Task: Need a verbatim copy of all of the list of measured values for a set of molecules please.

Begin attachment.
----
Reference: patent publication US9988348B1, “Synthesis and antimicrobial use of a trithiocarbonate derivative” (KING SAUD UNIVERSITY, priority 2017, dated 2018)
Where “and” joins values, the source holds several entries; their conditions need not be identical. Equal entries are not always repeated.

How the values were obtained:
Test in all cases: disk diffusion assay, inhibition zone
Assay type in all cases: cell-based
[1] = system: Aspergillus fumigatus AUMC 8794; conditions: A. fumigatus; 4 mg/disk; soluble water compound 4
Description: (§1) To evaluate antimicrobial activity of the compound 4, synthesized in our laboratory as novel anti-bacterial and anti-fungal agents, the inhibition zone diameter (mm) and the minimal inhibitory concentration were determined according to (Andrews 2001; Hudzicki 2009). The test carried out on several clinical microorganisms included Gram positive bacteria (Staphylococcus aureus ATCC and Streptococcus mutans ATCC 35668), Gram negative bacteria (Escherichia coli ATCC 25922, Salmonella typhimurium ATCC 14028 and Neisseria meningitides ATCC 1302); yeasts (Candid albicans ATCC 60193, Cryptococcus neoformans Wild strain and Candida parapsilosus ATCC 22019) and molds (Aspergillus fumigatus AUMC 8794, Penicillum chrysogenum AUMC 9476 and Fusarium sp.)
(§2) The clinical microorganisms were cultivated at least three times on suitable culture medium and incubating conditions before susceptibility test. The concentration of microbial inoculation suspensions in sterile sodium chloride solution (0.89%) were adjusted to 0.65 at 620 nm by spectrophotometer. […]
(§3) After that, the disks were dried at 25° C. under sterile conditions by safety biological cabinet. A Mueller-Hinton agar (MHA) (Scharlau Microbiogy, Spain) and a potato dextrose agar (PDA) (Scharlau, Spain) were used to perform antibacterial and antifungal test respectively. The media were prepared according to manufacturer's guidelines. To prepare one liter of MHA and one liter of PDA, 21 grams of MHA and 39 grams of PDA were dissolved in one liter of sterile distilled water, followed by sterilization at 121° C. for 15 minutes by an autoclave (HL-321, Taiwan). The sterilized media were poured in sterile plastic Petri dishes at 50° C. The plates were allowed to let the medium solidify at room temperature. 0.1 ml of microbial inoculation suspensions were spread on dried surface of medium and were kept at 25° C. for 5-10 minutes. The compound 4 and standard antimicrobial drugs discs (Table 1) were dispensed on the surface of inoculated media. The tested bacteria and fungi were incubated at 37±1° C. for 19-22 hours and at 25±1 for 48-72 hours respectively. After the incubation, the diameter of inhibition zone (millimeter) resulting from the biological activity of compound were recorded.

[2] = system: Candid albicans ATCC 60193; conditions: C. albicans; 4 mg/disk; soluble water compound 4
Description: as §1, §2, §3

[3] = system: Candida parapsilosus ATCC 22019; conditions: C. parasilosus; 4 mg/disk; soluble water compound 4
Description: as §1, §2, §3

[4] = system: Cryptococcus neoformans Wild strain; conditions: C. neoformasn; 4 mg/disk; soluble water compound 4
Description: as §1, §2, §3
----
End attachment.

Reference: patent publication US9988348B1, “Synthesis and antimicrobial use of a trithiocarbonate derivative” (KING SAUD UNIVERSITY, priority 2017, dated 2018)
Where “and” joins values, the source holds several entries; their conditions need not be identical. Equal entries are not always repeated.

How the values were obtained:
Test in all cases: disk diffusion assay, inhibition zone
Assay type in all cases: cell-based
[1] = system: Aspergillus fumigatus AUMC 8794; conditions: A. fumigatus; 4 mg/disk; soluble water compound 4
Description: (§1) To evaluate antimicrobial activity of the compound 4, synthesized in our laboratory as novel anti-bacterial and anti-fungal agents, the inhibition zone diameter (mm) and the minimal inhibitory concentration were determined according to (Andrews 2001; Hudzicki 2009). The test carried out on several clinical microorganisms included Gram positive bacteria (Staphylococcus aureus ATCC and Streptococcus mutans ATCC 35668), Gram negative bacteria (Escherichia coli ATCC 25922, Salmonella typhimurium ATCC 14028 and Neisseria meningitides ATCC 1302); yeasts (Candid albicans ATCC 60193, Cryptococcus neoformans Wild strain and Candida parapsilosus ATCC 22019) and molds (Aspergillus fumigatus AUMC 8794, Penicillum chrysogenum AUMC 9476 and Fusarium sp.)
(§2) The clinical microorganisms were cultivated at least three times on suitable culture medium and incubating conditions before susceptibility test. The concentration of microbial inoculation suspensions in sterile sodium chloride solution (0.89%) were adjusted to 0.65 at 620 nm by spectrophotometer. […]
(§3) After that, the disks were dried at 25° C. under sterile conditions by safety biological cabinet. A Mueller-Hinton agar (MHA) (Scharlau Microbiogy, Spain) and a potato dextrose agar (PDA) (Scharlau, Spain) were used to perform antibacterial and antifungal test respectively. The media were prepared according to manufacturer's guidelines. To prepare one liter of MHA and one liter of PDA, 21 grams of MHA and 39 grams of PDA were dissolved in one liter of sterile distilled water, followed by sterilization at 121° C. for 15 minutes by an autoclave (HL-321, Taiwan). The sterilized media were poured in sterile plastic Petri dishes at 50° C. The plates were allowed to let the medium solidify at room temperature. 0.1 ml of microbial inoculation suspensions were spread on dried surface of medium and were kept at 25° C. for 5-10 minutes. The compound 4 and standard antimicrobial drugs discs (Table 1) were dispensed on the surface of inoculated media. The tested bacteria and fungi were incubated at 37±1° C. for 19-22 hours and at 25±1 for 48-72 hours respectively. After the incubation, the diameter of inhibition zone (millimeter) resulting from the biological activity of compound were recorded.

[2] = system: Candid albicans ATCC 60193; conditions: C. albicans; 4 mg/disk; soluble water compound 4
Description: as §1, §2, §3

[3] = system: Candida parapsilosus ATCC 22019; conditions: C. parasilosus; 4 mg/disk; soluble water compound 4
Description: as §1, §2, §3

[4] = system: Cryptococcus neoformans Wild strain; conditions: C. neoformasn; 4 mg/disk; soluble water compound 4
Description: as §1, §2, §3